Like other experiences that link your reward to the 

risks you take, investing can be intimidating and 

exhilarating at the same time. 


Using asset allocation means that you invest your 

principal, on a percentage basis, in different types 

of investments, called asset classes, which put 

your money to work in different ways. The three 

major asset classes are stocks, bonds, and cash 

equivalents, including insured certificates of 

deposit (CDs) and US Treasury bills. Other classes 

include real estate and commodities.

Mutual funds and ETFs belong to an asset 

class based on their investments: stock funds own 

stocks and bond funds own bonds. Some funds, 

however, are grouped into a category called asset 

allocation funds because they invest in more than 

one asset class. Balanced funds, for example, own 

a blend of stocks and bonds. Target date funds 

change their allocation from a concentration in 

stocks to a concentration in income-producing 

investments, such as bonds, as the target date in 

their name—such as 2025 or 2035—gets closer.

Different asset classes tend to react in  

different ways to a shift in the economy or  

investment markets, such as a change in interest  

rates. Stock prices often increase when bond 

prices fall, and the reverse. If you own some 

Investment Strategy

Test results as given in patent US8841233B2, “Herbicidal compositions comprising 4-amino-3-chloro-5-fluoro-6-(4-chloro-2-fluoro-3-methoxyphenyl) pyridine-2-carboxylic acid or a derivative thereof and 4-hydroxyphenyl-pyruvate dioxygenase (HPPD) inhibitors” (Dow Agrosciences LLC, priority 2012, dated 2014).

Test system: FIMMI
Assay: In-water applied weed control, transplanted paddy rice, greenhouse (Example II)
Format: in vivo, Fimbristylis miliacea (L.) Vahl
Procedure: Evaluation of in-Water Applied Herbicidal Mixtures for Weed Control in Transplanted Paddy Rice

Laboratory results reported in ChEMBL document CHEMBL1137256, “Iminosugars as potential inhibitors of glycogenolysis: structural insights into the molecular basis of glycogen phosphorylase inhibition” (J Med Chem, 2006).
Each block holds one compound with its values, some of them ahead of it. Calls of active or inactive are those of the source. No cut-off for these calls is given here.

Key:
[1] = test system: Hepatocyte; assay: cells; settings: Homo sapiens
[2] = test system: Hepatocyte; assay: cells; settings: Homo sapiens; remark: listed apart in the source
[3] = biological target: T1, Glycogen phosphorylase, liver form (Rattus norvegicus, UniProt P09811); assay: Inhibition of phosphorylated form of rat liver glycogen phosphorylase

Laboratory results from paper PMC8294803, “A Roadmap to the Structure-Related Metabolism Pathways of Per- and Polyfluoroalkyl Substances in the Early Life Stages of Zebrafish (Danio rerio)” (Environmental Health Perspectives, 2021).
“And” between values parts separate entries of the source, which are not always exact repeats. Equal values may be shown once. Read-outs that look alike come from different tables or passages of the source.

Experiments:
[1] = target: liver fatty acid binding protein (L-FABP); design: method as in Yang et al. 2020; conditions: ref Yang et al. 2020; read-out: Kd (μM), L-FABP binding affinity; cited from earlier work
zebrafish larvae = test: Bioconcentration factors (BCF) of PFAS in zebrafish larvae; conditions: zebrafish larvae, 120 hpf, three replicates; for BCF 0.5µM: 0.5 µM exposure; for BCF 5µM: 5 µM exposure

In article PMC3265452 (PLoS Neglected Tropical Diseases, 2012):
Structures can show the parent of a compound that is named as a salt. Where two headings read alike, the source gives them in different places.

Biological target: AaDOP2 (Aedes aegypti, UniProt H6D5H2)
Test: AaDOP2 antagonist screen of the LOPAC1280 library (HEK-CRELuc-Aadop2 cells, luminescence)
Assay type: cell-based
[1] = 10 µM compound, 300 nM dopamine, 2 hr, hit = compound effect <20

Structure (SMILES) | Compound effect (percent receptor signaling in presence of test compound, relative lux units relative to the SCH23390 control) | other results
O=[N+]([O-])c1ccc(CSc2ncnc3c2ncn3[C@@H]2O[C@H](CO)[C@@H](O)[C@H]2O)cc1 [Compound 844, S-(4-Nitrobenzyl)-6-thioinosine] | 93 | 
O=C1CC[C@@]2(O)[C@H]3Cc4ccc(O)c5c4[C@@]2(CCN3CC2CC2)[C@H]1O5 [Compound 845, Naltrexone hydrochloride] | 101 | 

The best investment decisions are made carefully, for logical reasons.


Once you’ve selected the accounts you’ll use to 

reach your goals, your next challenge is achieving  

positive returns on your investments in those 

accounts. That way, over time you’ll have the 

assets you need by the time you need them. 

Return is a measure of what you accumulate 

in relation to the amount you invest, called your 

principal. Your account value can increase in  

two ways—the prices you paid for investments 

can go up, and you may have interest or dividend 

earnings. You add the change in value to the  

earnings to calculate the return.

There is always the risk, however, that prices 

could fall, producing a negative return. If you sell 

when an investment’s value is down, you could 

lose some or all of your money, and miss out on 

any potential gains.

While investing always poses the risk of loss, or 

of getting a smaller return than you anticipated, 

there are two strategies you can use to help 

protect your portfolio against market gyrations 

or losses from specific investments. One is asset 

allocation. The other is diversification.

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